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Second Cancers After Bladder Cancer

Cancer survivors can be affected by a number of health problems, but often a major concern is facing cancer again. If a cancer comes back after treatment it’s called a recurrence. But some cancer survivors may develop a new, unrelated cancer later. This is called a second cancer.

Being treated for bladder cancer doesnt mean you cant get another cancer. Survivors of bladder cancer can get any type of second cancer, but they have an increased risk these cancers compared to the general population:

  • A second bladder cancer
  • Cancer of the renal pelvis/ureter

Many of these cancers have been clearly linked to smoking, which is also a major risk factor for bladder cancer. Talk to your doctor if you need help to quit smoking.

Rectal Cancer After Radiation Therapy For Prostate Cancer

The risk of developing cancer of the rectum after radiation therapy for prostate cancer is similar to the risk of having a first-degree relative with colorectal cancer. There is evidence that radiation shifts the patients from normal to moderate risk for rectal cancer. Baxter and colleagues reported a significant increase in the development of rectal cancer, indicating that the effect was specific to directly irradiated tissue. The observed hazard ratio for radiation therapy and subsequent rectal cancer was 1.7 . Results from the SEER database estimated the relative risk of rectal cancer developing after EBRT, brachytherapy, and EBRTbrachytherapy compared with radical prostatectomy to be 1.26, 1.08, and 1.21, respectively .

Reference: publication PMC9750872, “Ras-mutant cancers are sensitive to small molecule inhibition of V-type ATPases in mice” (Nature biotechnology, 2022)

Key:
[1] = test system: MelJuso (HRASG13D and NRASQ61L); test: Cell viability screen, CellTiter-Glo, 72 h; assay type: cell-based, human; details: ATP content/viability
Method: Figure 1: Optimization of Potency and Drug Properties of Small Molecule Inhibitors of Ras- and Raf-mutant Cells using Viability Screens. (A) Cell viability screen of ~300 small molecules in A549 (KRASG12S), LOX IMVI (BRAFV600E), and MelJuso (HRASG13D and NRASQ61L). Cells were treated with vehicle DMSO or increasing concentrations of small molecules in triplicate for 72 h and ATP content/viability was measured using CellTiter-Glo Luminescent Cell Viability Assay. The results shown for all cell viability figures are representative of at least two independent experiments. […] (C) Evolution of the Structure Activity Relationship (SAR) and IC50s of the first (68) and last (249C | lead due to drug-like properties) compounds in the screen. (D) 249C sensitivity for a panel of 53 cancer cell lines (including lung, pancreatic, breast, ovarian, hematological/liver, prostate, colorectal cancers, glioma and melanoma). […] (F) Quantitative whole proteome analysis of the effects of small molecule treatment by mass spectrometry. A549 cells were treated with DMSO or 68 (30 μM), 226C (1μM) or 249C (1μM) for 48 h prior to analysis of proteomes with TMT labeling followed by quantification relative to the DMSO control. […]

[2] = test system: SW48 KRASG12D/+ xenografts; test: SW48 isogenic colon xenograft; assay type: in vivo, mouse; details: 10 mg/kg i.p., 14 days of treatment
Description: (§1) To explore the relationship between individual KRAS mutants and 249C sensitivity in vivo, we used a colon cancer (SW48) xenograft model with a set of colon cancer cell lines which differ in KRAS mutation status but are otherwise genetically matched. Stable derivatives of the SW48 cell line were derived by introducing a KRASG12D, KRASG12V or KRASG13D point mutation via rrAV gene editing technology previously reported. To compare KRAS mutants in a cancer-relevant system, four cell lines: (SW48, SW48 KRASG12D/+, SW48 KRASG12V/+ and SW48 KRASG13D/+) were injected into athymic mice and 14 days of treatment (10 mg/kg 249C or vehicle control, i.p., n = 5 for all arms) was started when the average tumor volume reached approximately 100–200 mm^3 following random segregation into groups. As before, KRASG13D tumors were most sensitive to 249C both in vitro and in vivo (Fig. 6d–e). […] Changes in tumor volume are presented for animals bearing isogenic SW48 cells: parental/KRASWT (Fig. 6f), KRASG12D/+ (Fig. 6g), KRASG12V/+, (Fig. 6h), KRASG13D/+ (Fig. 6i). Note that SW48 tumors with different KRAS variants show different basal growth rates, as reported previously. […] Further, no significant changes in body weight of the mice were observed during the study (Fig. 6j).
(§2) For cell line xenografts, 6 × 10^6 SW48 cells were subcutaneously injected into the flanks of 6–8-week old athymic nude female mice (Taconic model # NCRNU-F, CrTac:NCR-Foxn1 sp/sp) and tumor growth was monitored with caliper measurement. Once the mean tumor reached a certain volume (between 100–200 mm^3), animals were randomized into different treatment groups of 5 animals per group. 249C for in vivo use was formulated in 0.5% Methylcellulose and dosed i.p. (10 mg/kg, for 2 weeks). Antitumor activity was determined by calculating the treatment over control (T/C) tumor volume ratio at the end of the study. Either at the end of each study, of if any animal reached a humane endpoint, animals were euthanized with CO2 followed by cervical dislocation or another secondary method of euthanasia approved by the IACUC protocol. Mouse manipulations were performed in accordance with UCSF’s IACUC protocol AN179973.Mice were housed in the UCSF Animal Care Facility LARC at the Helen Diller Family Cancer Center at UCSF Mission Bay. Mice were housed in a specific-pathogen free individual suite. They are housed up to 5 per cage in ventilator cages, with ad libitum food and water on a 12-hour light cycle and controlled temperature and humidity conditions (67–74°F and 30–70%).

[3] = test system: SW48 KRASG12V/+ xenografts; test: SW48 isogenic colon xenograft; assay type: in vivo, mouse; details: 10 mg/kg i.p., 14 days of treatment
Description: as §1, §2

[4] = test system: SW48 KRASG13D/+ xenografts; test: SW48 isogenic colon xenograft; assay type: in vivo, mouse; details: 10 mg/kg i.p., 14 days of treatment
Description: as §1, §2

On the other hand, a large analysis of 33,831 patients who received radiation for prostate cancer did not reveal the presence of measurable risk for the subsequent development of rectal cancer .

It seems that there is a relatively increased risk of rectal cancer for patients that underwent radiation therapy for prostate cancer. However, it is still not clear whether this risk should be solely attributed to the effects of radiation alone.

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Symptoms Of Metastatic Cancer

Metastatic cancer does not always cause symptoms. When symptoms do occur, what they are like and how often you have them will depend on the size and location of the metastatic tumors. Some common signs of metastatic cancer include:

  • pain and fractures, when cancer has spread to the bone
  • headache, seizures, or dizziness, when cancer has spread to the brain
  • shortness of breath, when cancer has spread to the lung
  • jaundice or swelling in the belly, when cancer has spread to the liver

Second Cancers After Colorectal Cancer

A generalized overview of prostate cancer (PCa) progression ...

Colorectal cancer survivors can be affected by a number of health problems, but often a major concern is facing cancer again. Cancer that comes back after treatment is called a recurrence. But some cancer survivors develop a new, unrelated cancer later. This is called a second cancer.

Unfortunately, being treated for colorectal cancer doesnt mean you cant get another cancer. People who have had colorectal cancer can still get the same types of cancers that other people get. In fact, they might be at higher risk for certain types of cancer.

People who have had colon cancer can get any type of second cancer, but they have an increased risk of:

  • A second colon cancer
  • Rectal cancer
  • Kidney cancer
  • Cancer of the ureter

People who have had rectal cancer can get any type of second cancer, but they are at increased risk of:

The increased risk with some of these cancers may be due to shared risk factors, such as diet, obesity, and physical activity. Genetics may also be a factor. For example, people with Lynch syndrome have an increased risk of many of these cancers.